In both Robert Wilson’s The Three Ladies of London and the Croxton Play of the Sacrament, Jewish figures are involved in conflicts with Christians, both plays deal with religious conversion, and in both the moral, spiritual, and ethical superiority of Christian faith seems to triumph. The Play of the Sacrament, an anti-Semitic play about faith and doubt, focuses on the definition of evil and its helplessness in the presence of true belief. The play complicates the idea of 'conversion' as presented in The Three Ladies of London. In Wilson’s play, Gerontus the Jew shows the Christian Mercatore sudden and unexpected forgiveness that rescues the merchant from a false conversion to Islam. Audiences, performers, and critics often interpret the moment with skeptical modern eyes. But the conflict between Christian and Jew in Three Ladies asks to be read in the context of earlier dramas from the ‘Age of Faith’: dramas like the Play of the Sacrament, in which conversion is unexpected and miraculous, and a sign of the divine history of the world in the care of an overseeing providence.
Robert Wilson’s Three Ladies of London (1584) is notably distant from The Play of the Sacrament in time and genre. Three Ladies is a play written for a predominantly Protestant audience by a professional playwright at the dawn of the English high Renaissance, to be performed by professional actors. It is concerned to a great extent with social and economic abuses in London: usury, immigrant labor, rent gouging, simony, and still more. The play inveighs against the decline of good old English hospitality caused by sharp dealing and ruthlessness. It is a late morality play whose many abstractions – Simplicity, Sincerity, Conscience, Usury, and the like – are not like the spiritual personifications in The Castle of Perseverance.
The Play of the Sacrament, conversely, is a saints play offered as a demonstration of the real presence of Christ in the mass. It may have been written for performance on Corpus Christi Day in the fifteenth-century at a time when the Catholic Church was having to deal with Lollards and other heretics as well as with critics of simony, pluralism, luxuriant living, and other alleged abuses of power in Rome and among the clerical hierarchy. Its staging on scaffolds and an open playing area, essentially like that of The Castle of Perseverance, features stage movement and visual effects that are quite unlike the more socially plausible stage arrangements of The Three Ladies.
At the same time, Three Ladies is like Sacrament in several key aspects. Both portray controversial negotiations between Christians and Jews. In Sacrament, five Jews bribe a Christian merchant named Aristorius or Aristory to steal the holy sacrament or host out of a church so that they can torture it and thereby determine whether it is the body of Christ, as Christians maintain, or is simply the bread that it appears to them to be. The test is important: if the host is nothing more than bread, the teachings of Christianity are meaningless superstition. When the Jews are proven disastrously wrong, they repent ashamedly and accept conversion and baptism into the Christian faith.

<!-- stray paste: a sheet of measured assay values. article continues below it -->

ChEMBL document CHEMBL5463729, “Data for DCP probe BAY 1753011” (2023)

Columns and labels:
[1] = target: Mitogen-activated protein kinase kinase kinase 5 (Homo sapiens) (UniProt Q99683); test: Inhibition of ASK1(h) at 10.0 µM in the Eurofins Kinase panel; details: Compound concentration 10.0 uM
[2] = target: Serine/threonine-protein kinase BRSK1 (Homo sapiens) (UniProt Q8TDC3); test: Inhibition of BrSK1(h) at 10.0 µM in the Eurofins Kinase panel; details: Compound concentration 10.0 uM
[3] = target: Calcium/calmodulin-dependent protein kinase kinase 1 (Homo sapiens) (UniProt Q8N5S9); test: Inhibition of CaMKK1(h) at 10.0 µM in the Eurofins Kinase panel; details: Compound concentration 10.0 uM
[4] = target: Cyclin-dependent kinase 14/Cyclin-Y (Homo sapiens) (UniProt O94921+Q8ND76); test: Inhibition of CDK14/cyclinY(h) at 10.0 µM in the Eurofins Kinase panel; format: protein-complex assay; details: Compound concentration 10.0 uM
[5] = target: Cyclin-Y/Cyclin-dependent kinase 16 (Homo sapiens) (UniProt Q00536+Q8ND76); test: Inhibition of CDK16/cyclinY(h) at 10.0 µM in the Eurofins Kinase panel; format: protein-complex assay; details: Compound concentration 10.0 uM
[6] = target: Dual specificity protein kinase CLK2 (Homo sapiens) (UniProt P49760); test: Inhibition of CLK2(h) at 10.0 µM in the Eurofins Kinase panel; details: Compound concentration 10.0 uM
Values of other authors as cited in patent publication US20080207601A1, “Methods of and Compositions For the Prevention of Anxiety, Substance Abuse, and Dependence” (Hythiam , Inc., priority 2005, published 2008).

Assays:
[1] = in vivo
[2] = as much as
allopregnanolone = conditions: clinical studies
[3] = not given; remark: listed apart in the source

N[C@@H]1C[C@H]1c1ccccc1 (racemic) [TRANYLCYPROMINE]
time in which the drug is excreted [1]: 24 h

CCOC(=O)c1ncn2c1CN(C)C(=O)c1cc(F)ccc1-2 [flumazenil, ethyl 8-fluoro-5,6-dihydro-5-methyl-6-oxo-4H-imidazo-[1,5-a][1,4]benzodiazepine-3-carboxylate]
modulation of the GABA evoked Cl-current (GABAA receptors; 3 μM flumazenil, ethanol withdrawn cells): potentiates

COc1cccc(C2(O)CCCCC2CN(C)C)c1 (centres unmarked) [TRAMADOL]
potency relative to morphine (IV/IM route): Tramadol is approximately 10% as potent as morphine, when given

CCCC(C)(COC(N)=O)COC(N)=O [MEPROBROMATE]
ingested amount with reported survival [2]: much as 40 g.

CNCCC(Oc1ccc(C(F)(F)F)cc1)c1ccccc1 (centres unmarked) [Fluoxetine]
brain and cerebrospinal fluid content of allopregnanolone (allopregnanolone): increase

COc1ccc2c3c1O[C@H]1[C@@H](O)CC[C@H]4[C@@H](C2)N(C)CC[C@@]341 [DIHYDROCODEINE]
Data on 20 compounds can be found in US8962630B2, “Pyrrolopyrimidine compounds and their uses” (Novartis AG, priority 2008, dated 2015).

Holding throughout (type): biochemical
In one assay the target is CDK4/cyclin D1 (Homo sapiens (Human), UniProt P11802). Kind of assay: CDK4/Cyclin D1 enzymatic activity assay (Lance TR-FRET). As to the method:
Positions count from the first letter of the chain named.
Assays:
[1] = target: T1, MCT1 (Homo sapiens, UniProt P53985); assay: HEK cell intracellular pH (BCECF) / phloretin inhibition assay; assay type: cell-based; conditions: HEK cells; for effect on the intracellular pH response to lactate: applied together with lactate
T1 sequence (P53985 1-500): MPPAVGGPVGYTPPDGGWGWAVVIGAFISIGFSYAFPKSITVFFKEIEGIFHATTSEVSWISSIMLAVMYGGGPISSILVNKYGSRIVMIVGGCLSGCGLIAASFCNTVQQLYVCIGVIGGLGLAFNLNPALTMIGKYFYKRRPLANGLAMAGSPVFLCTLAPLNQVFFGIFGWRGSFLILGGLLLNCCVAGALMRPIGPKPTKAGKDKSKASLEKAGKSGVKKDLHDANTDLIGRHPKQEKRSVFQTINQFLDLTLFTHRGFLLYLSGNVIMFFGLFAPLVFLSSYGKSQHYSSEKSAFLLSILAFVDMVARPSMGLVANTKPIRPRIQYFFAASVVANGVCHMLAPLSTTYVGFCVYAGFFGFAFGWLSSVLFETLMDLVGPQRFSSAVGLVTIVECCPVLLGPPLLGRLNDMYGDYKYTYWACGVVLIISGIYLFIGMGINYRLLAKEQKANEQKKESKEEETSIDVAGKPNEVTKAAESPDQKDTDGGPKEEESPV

In Three Ladies, one plot deals with an Italian Christian merchant named Mercadorus or Mercatore who has borrowed 2000 ducats from a Jew named Gerontus, living in Turkey. Mercatore’s repeated evasions of his obligation to repay this and a subsequent further debt long after the due date obliges Gerontus to arrest the debtor and bring him before a Turkish judge. That authority figure finds at first in favour of the Christian merchant so long as he is willing to renounce his Christianity by becoming a Turk and a Mohammadan. The merchant at first agrees, vowing that he is ‘wearie of my Christes religion’. Yet when Gerontus gently urges Mercatore to consider what he is doing, the merchant, speaking with an Italian accent, suddenly and surprisingly decides that he will not forsake Christ ‘for all da good in da world’ (F1).1 A chief point of comparison in the two plays is sudden and mysterious conversion, one from Judaism to Christianity and the other a near-lapse into apostasy yielding instead to a return to Christian faith. The story is also ripe with opportunities for sizing up the comparative values of Christianity and paganism. In both instances, Christianity emerges triumphantly. A major and surprising difference is that, in the confrontation of Jew and Christian in Three Ladies, the person who most embodies the values of forbearance and forgiveness is the Jew, Gerontus.
The present essay looks at these two dramatic portrayals of Christian-Jewish confrontation across nearly two centuries of time as a way of exploring how staging, characterization, genre, and thematic material can help clarify continuities and changes in the dramatic presentation of cultural and religious issues like faith and skepticism, hatred and charitable forgiveness, and religious conversion.